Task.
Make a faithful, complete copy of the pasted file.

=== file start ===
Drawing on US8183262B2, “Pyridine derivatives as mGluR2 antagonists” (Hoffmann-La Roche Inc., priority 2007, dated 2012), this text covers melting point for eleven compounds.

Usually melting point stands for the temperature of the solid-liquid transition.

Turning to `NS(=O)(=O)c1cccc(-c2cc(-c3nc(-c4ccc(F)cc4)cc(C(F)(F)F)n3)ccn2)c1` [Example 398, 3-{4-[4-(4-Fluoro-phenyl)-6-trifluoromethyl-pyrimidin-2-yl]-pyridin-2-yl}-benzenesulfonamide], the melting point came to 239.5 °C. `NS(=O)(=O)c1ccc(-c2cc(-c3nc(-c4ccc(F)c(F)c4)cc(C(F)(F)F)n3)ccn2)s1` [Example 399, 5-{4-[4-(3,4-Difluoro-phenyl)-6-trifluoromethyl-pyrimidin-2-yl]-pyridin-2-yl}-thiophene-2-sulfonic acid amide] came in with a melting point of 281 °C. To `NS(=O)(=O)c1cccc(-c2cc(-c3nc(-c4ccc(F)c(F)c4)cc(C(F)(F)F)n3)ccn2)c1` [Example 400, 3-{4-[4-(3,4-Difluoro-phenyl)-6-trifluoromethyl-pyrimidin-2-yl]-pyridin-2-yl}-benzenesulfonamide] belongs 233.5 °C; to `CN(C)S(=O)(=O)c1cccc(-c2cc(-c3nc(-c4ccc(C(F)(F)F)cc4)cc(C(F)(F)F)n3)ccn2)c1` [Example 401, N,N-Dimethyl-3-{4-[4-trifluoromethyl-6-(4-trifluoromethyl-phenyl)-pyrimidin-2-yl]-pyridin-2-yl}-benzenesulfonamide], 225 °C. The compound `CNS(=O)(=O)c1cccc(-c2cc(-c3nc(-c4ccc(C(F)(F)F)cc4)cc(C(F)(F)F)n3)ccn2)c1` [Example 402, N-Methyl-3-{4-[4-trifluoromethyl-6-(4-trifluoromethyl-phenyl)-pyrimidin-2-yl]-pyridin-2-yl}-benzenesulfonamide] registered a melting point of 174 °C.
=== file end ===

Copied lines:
Drawing on US8183262B2, “Pyridine derivatives as mGluR2 antagonists” (Hoffmann-La Roche Inc., priority 2007, dated 2012), this text covers melting point for eleven compounds.

Usually melting point stands for the temperature of the solid-liquid transition.

Turning to `NS(=O)(=O)c1cccc(-c2cc(-c3nc(-c4ccc(F)cc4)cc(C(F)(F)F)n3)ccn2)c1` [Example 398, 3-{4-[4-(4-Fluoro-phenyl)-6-trifluoromethyl-pyrimidin-2-yl]-pyridin-2-yl}-benzenesulfonamide], the melting point came to 239.5 °C. `NS(=O)(=O)c1ccc(-c2cc(-c3nc(-c4ccc(F)c(F)c4)cc(C(F)(F)F)n3)ccn2)s1` [Example 399, 5-{4-[4-(3,4-Difluoro-phenyl)-6-trifluoromethyl-pyrimidin-2-yl]-pyridin-2-yl}-thiophene-2-sulfonic acid amide] came in with a melting point of 281 °C. To `NS(=O)(=O)c1cccc(-c2cc(-c3nc(-c4ccc(F)c(F)c4)cc(C(F)(F)F)n3)ccn2)c1` [Example 400, 3-{4-[4-(3,4-Difluoro-phenyl)-6-trifluoromethyl-pyrimidin-2-yl]-pyridin-2-yl}-benzenesulfonamide] belongs 233.5 °C; to `CN(C)S(=O)(=O)c1cccc(-c2cc(-c3nc(-c4ccc(C(F)(F)F)cc4)cc(C(F)(F)F)n3)ccn2)c1` [Example 401, N,N-Dimethyl-3-{4-[4-trifluoromethyl-6-(4-trifluoromethyl-phenyl)-pyrimidin-2-yl]-pyridin-2-yl}-benzenesulfonamide], 225 °C. The compound `CNS(=O)(=O)c1cccc(-c2cc(-c3nc(-c4ccc(C(F)(F)F)cc4)cc(C(F)(F)F)n3)ccn2)c1` [Example 402, N-Methyl-3-{4-[4-trifluoromethyl-6-(4-trifluoromethyl-phenyl)-pyrimidin-2-yl]-pyridin-2-yl}-benzenesulfonamide] registered a melting point of 174 °C.